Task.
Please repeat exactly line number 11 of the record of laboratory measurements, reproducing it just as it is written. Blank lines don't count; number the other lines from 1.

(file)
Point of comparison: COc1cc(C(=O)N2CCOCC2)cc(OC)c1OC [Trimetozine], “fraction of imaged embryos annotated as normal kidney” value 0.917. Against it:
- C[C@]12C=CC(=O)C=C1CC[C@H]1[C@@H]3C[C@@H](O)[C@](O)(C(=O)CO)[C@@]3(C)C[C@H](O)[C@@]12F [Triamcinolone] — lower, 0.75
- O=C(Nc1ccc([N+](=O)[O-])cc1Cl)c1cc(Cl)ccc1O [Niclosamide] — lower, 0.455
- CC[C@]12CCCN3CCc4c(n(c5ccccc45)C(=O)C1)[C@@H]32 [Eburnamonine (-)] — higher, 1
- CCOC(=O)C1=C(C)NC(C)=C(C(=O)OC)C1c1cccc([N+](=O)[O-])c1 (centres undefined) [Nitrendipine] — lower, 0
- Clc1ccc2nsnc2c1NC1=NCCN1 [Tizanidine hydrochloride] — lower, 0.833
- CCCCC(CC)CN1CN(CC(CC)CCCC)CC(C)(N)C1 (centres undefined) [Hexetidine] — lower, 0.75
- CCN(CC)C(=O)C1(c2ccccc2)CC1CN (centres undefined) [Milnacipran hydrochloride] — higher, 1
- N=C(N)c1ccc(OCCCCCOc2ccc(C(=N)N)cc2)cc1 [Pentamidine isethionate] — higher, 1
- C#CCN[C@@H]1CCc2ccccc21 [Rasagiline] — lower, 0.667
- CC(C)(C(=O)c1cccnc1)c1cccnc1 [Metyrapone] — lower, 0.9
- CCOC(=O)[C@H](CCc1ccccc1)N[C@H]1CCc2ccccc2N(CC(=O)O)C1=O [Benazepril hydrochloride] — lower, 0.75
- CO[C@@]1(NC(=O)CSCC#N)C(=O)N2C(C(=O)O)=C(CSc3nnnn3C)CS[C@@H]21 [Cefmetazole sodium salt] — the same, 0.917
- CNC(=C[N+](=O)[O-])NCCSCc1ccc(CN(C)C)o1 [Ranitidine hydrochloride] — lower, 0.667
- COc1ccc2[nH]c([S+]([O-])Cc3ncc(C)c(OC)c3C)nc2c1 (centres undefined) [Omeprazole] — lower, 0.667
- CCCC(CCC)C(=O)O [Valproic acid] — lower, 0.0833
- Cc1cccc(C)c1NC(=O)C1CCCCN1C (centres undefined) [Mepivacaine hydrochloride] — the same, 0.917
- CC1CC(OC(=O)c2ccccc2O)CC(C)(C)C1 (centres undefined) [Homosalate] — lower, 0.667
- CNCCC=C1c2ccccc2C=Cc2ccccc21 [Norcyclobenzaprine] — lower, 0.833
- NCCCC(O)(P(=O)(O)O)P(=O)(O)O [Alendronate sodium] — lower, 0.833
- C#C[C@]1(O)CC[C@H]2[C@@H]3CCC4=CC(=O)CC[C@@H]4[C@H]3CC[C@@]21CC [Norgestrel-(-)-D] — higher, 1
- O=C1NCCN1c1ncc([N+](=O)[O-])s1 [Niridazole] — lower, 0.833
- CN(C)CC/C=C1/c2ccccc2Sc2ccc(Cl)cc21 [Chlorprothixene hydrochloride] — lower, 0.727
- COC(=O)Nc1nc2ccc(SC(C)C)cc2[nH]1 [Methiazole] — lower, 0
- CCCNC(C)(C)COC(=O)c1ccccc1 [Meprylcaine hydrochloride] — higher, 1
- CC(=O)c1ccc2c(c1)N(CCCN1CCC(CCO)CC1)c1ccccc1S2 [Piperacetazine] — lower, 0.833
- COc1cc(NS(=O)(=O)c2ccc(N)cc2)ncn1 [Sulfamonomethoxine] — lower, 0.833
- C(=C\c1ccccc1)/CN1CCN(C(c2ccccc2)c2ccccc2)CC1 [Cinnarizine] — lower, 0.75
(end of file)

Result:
- CC(C)(C(=O)c1cccnc1)c1cccnc1 [Metyrapone] — lower, 0.9